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Why the U.S. Economy Will Be Weaker Than Expected in 2012

Anyone who hoped the U.S. economy would get back on track in 2011 was sorely disappointed.

The European sovereign debt crisis and the abysmal failure of policymakers to take effective action undermined any chance we had at a strong recovery.

And what's even worse is that we're in for more of the same in 2012. Indeed, the U.S. economy in 2012 will be even more sluggish than originally thought - and for the same reasons 2011 was a disappointment.

The Organization for Economic Cooperation and Development (OECD) estimates U.S. growth will slow to 2% next year, down from a 3.1% estimate in May. It forecasts growth will pickup to 2.5% in 2013.

Of course, these forecasts are contingent upon Congress finding a way to stimulate the economy and tighten fiscal policy - not an easy balance to achieve. Without such action, U.S. economic growth next year could be as slim as 0.3%, and only hit 1.3% in 2013.

Unfortunately, after a year of failing to reach a debt reduction agreement, there's little chance the government will rise to the occasion next year - especially when most representatives are focused more on reelection than they are resolution.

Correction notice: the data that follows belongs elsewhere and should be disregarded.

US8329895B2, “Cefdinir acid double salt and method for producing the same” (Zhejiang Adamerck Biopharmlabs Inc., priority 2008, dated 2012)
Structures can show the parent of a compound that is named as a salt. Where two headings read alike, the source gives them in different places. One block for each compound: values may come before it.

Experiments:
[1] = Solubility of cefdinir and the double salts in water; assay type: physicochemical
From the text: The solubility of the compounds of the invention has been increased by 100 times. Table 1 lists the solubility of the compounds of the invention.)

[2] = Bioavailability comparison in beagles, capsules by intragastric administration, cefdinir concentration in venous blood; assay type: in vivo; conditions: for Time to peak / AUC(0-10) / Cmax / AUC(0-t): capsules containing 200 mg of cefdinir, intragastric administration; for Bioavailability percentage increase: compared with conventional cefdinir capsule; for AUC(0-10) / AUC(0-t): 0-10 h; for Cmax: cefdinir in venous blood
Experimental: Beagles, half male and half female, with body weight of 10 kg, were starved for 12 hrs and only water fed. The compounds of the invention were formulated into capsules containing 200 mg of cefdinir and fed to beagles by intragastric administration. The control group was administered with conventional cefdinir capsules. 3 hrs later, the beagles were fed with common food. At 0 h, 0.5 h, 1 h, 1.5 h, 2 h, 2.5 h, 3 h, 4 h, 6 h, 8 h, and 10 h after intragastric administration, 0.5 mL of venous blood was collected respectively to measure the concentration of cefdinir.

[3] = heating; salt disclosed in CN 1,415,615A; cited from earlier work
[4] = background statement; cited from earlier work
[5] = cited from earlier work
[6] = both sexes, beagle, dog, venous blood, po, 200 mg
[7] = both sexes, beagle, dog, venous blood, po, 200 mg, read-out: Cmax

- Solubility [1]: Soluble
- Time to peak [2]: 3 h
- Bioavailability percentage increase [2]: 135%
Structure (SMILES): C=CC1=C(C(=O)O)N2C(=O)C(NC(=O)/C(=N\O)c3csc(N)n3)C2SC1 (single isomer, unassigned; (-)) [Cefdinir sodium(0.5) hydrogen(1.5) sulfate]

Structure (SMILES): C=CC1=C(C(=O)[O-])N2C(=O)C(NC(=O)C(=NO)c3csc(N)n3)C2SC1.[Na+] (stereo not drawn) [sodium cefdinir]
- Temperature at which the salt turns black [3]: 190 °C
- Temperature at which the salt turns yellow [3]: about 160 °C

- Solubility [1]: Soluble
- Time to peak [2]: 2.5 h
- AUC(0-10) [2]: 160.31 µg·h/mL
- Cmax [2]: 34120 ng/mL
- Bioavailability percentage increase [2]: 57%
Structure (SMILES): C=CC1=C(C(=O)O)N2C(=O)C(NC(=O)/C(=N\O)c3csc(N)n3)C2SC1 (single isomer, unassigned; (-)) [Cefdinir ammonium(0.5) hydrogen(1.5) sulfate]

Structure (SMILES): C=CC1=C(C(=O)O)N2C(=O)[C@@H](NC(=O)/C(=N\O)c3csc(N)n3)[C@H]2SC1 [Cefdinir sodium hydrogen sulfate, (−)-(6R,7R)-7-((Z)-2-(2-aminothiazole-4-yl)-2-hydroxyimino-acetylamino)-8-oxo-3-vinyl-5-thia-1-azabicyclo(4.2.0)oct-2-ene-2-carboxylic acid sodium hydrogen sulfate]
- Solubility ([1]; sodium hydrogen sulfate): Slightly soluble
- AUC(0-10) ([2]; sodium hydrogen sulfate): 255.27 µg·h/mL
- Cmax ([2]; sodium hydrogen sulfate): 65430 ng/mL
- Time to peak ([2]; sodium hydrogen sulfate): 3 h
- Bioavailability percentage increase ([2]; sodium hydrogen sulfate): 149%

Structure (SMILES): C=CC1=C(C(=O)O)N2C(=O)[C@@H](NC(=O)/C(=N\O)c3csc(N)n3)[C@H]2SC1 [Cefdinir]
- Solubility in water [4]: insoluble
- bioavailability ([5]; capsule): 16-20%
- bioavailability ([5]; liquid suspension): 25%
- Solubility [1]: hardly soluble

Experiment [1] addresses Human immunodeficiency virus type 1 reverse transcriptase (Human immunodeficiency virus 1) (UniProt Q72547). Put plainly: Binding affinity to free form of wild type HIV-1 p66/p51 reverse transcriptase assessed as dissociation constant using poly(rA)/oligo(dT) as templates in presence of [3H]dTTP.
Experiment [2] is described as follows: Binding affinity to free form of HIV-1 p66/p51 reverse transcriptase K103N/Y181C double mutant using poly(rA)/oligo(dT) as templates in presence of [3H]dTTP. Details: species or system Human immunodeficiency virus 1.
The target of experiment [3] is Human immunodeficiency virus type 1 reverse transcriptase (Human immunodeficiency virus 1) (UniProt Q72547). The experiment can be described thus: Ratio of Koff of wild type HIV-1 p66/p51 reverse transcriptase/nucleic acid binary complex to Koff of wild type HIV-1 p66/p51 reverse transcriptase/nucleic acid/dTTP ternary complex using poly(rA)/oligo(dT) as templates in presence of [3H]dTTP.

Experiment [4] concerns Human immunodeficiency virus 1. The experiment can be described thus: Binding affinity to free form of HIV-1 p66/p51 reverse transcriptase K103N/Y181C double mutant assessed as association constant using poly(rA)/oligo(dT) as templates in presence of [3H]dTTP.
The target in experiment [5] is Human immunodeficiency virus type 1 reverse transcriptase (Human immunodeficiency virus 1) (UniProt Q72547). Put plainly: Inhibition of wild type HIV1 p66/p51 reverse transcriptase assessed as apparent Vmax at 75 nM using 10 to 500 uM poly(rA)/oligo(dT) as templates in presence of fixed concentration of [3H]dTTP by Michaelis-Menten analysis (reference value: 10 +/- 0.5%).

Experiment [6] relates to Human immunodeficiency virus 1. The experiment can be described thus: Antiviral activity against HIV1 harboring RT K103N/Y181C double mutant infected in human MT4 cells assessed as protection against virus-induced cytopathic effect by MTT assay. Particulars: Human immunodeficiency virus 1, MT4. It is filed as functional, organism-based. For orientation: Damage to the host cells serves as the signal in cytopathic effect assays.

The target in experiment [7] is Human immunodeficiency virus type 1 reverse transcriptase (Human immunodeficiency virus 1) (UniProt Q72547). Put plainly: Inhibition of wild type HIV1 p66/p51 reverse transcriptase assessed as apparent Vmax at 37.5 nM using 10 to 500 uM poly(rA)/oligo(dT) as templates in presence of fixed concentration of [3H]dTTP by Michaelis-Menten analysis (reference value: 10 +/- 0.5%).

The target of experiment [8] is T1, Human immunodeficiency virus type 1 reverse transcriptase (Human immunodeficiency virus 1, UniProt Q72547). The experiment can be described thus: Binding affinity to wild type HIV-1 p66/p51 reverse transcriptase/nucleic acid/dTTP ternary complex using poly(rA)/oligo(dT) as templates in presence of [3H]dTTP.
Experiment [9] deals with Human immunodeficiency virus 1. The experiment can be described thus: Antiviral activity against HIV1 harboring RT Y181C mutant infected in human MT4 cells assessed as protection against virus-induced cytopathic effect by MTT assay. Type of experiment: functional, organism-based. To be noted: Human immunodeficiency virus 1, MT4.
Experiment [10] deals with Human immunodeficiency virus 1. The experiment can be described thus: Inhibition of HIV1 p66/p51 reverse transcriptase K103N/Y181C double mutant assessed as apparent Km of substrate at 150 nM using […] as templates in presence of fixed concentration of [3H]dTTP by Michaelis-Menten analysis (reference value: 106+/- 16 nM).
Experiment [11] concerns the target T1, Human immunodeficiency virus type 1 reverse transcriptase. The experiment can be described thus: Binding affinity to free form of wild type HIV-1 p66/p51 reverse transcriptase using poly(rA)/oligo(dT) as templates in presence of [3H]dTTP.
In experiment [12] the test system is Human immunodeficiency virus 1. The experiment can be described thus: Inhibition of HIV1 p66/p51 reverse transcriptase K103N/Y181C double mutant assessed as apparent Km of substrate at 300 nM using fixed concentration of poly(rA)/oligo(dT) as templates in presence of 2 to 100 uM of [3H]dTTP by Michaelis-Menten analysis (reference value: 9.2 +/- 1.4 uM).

Furthermore, it's also doubtful that Europe's debt crisis will be contained enough to not severely disrupt the region's biggest nations and cause a credit crunch that ripples through the global economy.

That means another year of major risks.

"Uncertainty remains the watchword for the U.S. economy," said Money Morning Global Investing Strategist Martin Hutchinson. "The risks are still pretty high because no one's sure what the Europe outcome will be."

The likely outcome - U.S. economic growth will fall even lower.

Europe: The Biggest Unknown

The OECD earlier this week reported that Europe's weak monetary union is the main threat to the world economy. The group's 34 member nations, including the United States, will grow 1.9% this year 1.6% next, down from the May predictions of 2.3% and 2.8%.

"Contrary to what was expected earlier this year, the global economy is not out of the woods," Chief Economist Pier Carlo Padoan wrote in the OECD Economic Outlook.



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